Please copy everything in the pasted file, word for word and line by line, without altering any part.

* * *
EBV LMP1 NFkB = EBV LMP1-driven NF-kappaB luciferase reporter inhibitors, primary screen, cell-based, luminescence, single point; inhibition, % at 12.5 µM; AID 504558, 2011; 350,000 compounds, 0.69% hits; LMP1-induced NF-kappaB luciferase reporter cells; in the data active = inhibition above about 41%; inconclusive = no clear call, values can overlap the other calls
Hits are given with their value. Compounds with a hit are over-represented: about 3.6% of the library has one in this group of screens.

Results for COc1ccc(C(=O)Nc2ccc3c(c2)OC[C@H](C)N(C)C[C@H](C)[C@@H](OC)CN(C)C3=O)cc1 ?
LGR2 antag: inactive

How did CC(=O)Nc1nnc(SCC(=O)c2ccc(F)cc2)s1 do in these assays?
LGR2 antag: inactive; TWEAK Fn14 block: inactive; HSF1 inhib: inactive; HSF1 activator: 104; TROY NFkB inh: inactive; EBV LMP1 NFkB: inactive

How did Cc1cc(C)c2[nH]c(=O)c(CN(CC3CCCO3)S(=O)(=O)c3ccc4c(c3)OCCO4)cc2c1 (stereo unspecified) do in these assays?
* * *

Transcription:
EBV LMP1 NFkB = EBV LMP1-driven NF-kappaB luciferase reporter inhibitors, primary screen, cell-based, luminescence, single point; inhibition, % at 12.5 µM; AID 504558, 2011; 350,000 compounds, 0.69% hits; LMP1-induced NF-kappaB luciferase reporter cells; in the data active = inhibition above about 41%; inconclusive = no clear call, values can overlap the other calls
Hits are given with their value. Compounds with a hit are over-represented: about 3.6% of the library has one in this group of screens.

Results for COc1ccc(C(=O)Nc2ccc3c(c2)OC[C@H](C)N(C)C[C@H](C)[C@@H](OC)CN(C)C3=O)cc1 ?
LGR2 antag: inactive

How did CC(=O)Nc1nnc(SCC(=O)c2ccc(F)cc2)s1 do in these assays?
LGR2 antag: inactive; TWEAK Fn14 block: inactive; HSF1 inhib: inactive; HSF1 activator: 104; TROY NFkB inh: inactive; EBV LMP1 NFkB: inactive

How did Cc1cc(C)c2[nH]c(=O)c(CN(CC3CCCO3)S(=O)(=O)c3ccc4c(c3)OCCO4)cc2c1 (stereo unspecified) do in these assays?